The next few weeks we are going to look at starting your farming in a way that helps minimize risk and get up to scale as quickly as possible. Many people look at the indoor agriculture space, agape by the possibility. They do some back of the envelope math and determine that they should be able to make a small fortune selling locally grown lettuce at city farmer's market. Then they take the plunge, and for most people what they get is a lot more than they bargained for.
This is not a new problem. Dwight D. Eisenhower is quoted saying, "Farming looks mighty easy when your plow is a pencil and you're a thousand miles a from the corn field." Falling into the pencil farming trap is even easier today than it was in the 1950s. This quote is talking about field farming a commodity. There are a lot of factors that cannot be controlled, like weather. People knew that the weather posed serious risks to their businesses. A drought or a flood could destroy an entire harvest. Plus farmers have little control over the price of corn, because it is a commodity that is bought and sold on the global markets.
Why Indoor Agriculture Seems Safer
The beauty of indoor agriculture is that it is within a controlled environment. The lighting, nutrient, and temperature levels are monitored and adjusted to keep them within a specific range. This takes out the environmental concerns that Eisenhower warned about. In theory, the environmental control makes indoor farming easy, or at least that is the premise that many people start with.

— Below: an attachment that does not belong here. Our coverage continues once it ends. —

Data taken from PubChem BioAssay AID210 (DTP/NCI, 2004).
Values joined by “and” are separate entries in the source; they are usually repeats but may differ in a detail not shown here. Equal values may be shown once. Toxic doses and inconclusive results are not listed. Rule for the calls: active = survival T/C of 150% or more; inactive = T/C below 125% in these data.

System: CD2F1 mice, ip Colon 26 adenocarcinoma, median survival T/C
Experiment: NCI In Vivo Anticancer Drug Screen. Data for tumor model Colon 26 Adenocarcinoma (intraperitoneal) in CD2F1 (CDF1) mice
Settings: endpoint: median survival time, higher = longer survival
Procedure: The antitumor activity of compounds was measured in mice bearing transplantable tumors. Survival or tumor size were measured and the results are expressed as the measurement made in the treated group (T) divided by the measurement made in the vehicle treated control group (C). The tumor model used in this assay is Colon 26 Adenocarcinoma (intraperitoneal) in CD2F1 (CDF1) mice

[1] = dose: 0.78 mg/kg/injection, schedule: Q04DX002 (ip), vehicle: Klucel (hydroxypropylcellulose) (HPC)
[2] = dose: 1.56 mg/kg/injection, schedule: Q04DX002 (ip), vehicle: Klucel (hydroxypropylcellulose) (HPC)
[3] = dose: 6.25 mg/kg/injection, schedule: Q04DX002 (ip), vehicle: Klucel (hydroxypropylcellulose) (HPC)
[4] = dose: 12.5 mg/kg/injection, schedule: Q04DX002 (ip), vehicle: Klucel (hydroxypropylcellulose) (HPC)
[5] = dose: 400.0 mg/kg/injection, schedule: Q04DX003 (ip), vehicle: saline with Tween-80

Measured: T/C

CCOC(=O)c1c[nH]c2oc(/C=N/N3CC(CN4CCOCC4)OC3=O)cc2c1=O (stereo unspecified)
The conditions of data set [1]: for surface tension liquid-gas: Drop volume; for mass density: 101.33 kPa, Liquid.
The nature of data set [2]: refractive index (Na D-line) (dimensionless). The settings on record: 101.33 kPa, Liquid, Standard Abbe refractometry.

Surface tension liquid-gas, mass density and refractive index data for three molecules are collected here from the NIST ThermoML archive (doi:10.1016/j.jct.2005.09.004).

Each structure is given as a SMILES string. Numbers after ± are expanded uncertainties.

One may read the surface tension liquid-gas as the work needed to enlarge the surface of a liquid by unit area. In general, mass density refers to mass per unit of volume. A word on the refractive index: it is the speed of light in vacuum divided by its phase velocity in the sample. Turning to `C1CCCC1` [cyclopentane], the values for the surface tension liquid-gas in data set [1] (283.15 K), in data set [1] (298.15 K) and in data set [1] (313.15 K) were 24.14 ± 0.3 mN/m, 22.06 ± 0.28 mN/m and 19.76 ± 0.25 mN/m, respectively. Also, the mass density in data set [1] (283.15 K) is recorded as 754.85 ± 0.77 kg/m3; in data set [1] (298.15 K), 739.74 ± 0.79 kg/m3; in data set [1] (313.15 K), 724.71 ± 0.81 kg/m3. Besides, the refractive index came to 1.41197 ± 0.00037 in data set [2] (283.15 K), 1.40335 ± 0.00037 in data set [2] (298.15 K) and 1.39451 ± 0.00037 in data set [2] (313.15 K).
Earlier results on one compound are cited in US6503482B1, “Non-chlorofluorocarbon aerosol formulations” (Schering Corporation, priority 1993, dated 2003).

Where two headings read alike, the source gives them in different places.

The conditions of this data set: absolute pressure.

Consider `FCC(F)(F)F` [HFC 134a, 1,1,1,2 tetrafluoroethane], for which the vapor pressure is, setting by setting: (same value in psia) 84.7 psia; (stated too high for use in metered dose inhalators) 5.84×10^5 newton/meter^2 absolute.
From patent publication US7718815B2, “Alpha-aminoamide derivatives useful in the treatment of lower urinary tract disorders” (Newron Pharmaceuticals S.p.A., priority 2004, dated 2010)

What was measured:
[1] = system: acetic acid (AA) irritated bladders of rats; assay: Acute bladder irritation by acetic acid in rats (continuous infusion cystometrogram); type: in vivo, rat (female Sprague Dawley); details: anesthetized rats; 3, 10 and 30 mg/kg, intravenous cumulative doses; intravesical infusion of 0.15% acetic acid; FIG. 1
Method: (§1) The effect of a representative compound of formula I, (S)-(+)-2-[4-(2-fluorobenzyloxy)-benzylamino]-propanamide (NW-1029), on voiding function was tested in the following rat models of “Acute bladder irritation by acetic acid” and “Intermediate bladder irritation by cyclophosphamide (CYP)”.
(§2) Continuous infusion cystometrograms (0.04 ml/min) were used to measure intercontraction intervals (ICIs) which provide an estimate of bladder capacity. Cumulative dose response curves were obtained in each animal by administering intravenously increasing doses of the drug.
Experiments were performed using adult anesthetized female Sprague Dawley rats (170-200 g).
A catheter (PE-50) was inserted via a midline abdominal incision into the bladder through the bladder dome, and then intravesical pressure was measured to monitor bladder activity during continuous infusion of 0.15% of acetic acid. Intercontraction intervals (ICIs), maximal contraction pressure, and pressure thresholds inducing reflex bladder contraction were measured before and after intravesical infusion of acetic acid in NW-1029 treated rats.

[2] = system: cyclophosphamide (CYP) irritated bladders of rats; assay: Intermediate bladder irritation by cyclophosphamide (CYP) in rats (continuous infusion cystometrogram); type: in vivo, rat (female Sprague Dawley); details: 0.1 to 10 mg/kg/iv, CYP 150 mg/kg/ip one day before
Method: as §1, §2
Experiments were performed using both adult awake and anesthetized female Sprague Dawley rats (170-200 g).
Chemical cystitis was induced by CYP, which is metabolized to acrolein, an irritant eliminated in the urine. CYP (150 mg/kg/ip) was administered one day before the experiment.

Plus, indoor growers are selling a niche product to customers willing to pay a price premium. Eliminating concerns caused by volatile global commodity markets. It's easy to find data that show a willingness to pay for local food and we've all been to farmers markets at noon when they are closing up and everything is gone... so people are buying the produce. Removing Eisenhower's other big concern.
Since, it's easy to find recommended growing conditions and sensors that tell you when those conditions need to be adjusted, many people jump all into vertical or indoor growing. They purchase a container that is retro-fitted to grow plants or maybe even purchase several buildings that can be turned into vertical farmers. Only after they've made the large investment and started to grow crops to they begin to understand that farming looks easy on paper, but in practice it's a lot more complicated.
As I mentioned, the next few weeks are going to look at how to move from pencil farming to leafy green production in a way that minimizes risks. This series will include, the importance of starting small and then scaling up, why every operation needs a head grower, and a personal favorite crop selection. You need to know who your customers are before you invest.
Check back next week for the first installment.